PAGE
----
And when you hear the loud howl of recognition that one guy yells out right at that moment, it’s hard to escape the conclusion that here was a musician with a preternatural gift for connecting with people in their deepest pains and regrets, a man who descended into caves of guilt and despair and emerged out of them again like the apostle Paul with a burning revelation of grace, a revelation that made him almost irresistibly compelling to the Magwitches and Havishams of the world—freaks, outcasts, thieves, murderers—life’s grotesques. The people whom ordinary church music could never reach.
This aspect of Cash’s legacy, and the controversy it raised among regular suburban churchgoers, is perfectly captured in a scene from the 2006 movie Walk the Line:
The best Christian music, the most truly “Christian” music, whether it’s performed by outsiders like Dylan, Bono, or Cash, or by artists in the Evangelical mainstream like Jars of Clay, Rich Mullins, or Gungor, never loses sight of this world in search of the next one. Unlike the disembodied worship songs of so much CCM, with their vague descriptions of a personal, mystical experience, they remain fixed in their own time and place, in the reality of original sin, in the rhythms of liturgy, in the simultaneously exhilarating and terrifying beauty of nature, in real situations that real people face.
The best Christian music sings about actual things: an open field of wild flowers; a mudslide in Decatur, Illinois; the moon spilling laughter on the cold Dakota hills.
And Christian-brand music will never be relevant until it follows the examples of its best and most talented artists, and embraces this crooked world.
She wouldn’t call herself a genius
but I know she is
A novelist, an actress
She’s on billboards and Broadway
The writer, star, director
of a one-woman play
She’s pale as the sun
as quiet as the moon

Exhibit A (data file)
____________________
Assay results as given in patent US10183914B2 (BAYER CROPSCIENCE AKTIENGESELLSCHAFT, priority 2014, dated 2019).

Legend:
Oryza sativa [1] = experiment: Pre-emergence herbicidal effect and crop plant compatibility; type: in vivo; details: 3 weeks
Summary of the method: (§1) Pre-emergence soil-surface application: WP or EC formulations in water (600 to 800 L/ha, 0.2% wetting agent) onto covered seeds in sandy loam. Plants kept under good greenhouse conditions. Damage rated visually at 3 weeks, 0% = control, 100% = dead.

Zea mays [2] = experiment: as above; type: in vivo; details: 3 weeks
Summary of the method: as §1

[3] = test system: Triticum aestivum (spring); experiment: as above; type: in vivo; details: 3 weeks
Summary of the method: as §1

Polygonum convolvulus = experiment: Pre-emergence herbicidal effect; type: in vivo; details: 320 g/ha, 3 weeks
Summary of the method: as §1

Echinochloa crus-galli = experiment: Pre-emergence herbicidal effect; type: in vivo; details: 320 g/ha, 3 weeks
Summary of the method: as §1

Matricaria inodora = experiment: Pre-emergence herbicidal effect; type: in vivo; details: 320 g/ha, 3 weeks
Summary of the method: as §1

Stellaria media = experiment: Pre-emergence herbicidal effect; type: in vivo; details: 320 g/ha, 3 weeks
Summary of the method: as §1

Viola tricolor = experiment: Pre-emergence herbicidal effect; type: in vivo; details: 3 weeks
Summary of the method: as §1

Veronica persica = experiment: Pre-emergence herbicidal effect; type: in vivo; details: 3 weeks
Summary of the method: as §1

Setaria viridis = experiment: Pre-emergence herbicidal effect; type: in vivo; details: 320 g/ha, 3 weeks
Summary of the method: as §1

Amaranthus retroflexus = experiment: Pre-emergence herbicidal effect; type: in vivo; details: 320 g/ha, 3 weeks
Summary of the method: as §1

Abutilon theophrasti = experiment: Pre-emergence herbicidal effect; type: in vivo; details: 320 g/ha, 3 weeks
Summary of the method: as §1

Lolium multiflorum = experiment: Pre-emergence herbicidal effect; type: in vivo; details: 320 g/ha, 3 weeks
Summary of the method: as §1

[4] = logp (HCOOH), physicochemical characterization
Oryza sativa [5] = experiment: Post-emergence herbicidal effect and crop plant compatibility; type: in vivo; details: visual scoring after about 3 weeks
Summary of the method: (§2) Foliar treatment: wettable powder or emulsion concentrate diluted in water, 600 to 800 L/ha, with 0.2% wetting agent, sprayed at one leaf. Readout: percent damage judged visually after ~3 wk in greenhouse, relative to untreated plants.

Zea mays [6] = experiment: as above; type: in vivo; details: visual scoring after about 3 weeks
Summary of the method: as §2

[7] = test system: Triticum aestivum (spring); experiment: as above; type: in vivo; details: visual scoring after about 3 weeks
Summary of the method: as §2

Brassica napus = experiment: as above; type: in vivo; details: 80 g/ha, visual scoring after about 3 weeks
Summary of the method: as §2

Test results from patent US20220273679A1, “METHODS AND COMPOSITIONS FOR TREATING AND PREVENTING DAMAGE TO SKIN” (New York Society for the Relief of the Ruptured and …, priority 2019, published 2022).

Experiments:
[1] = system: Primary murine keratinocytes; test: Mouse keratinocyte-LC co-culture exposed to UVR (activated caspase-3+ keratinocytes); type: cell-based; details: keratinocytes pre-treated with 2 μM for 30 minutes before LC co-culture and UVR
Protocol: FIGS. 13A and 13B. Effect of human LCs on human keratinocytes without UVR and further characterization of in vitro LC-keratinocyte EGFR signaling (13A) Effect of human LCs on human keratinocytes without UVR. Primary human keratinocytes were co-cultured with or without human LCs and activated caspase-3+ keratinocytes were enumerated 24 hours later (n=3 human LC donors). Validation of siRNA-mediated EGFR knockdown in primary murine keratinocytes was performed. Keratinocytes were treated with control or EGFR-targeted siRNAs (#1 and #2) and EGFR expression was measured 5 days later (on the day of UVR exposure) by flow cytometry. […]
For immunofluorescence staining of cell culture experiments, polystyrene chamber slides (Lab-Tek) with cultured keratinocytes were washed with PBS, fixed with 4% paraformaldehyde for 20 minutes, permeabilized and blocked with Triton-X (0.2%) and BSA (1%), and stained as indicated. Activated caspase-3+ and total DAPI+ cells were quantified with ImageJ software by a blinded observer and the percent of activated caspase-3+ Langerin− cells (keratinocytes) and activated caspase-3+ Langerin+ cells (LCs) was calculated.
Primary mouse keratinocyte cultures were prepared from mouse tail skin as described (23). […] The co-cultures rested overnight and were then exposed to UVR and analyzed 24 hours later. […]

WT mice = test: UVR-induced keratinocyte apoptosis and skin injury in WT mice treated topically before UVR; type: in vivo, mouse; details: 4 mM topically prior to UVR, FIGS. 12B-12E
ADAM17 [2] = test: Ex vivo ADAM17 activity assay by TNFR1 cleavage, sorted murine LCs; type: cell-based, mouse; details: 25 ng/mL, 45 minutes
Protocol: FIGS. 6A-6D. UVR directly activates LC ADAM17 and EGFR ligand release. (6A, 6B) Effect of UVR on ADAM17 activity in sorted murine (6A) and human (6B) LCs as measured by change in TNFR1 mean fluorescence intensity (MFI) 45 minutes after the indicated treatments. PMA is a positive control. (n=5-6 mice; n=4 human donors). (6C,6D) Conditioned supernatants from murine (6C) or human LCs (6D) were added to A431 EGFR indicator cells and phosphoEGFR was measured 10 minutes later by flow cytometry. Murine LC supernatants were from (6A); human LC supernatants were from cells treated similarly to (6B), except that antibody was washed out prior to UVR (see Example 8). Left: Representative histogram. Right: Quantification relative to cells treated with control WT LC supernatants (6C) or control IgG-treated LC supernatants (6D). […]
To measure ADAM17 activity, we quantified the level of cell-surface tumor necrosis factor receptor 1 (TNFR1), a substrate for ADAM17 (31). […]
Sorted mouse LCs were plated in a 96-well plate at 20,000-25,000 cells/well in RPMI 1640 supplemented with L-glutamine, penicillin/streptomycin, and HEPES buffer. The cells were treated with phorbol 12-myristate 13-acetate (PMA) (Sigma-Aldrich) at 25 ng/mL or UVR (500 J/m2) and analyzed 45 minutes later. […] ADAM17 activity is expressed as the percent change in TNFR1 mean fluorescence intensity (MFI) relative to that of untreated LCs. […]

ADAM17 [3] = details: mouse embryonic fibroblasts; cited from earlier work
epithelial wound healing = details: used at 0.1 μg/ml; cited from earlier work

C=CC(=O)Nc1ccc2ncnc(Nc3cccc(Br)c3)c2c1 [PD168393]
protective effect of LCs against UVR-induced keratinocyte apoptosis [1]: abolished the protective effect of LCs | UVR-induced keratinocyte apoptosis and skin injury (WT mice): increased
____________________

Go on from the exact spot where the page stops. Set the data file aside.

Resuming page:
and she doesn’t
understand the world
she wonders what the moral of the story is
she takes her coffee black
she stays out past midnight
sipping Chardonnay and reading
N. T. Wright
but lately she’s been feeling nervous and listless
She’s sick of putting up with boys
and their pathetic grandeur
and wishes she could meet a guy
who understands her
She’s pale as the sun
as quiet as the moon
and she doesn’t
understand the world
(and sometimes late at night
we take that desert road
out where the stars are street lights
and when we hit the end of that trail
where the dust shines like fog
and the grass hums around us with a million voices
I pull out my flamenco guitar
and she dances).
Frozen is one of those movies that stay with you. I’ve been thinking about it ever since I watched it again last week. Like most people I could empathize with Elsa’s longing to disappear into the mountains, away from friends and family, free of their rules and expectations, free to quit pretending, to be me. It’s a universal feeling, one that I think we’ve all felt.
I love the second verse especially:
It’s funny how some distance
Makes everything seem small
And the fears that once controlled me
Can’t get to me at all
It’s time to see what I can do
To test the limits and break through
No right, no wrong, no rules for me
There’s something so stirring about seeing a heroine growing in confidence, casting off the constraints that have bound her and soaring through wind and sky. Haven’t you ever felt that calling, that longing to forget what everyone else tells you you have to be and just be what you have to be?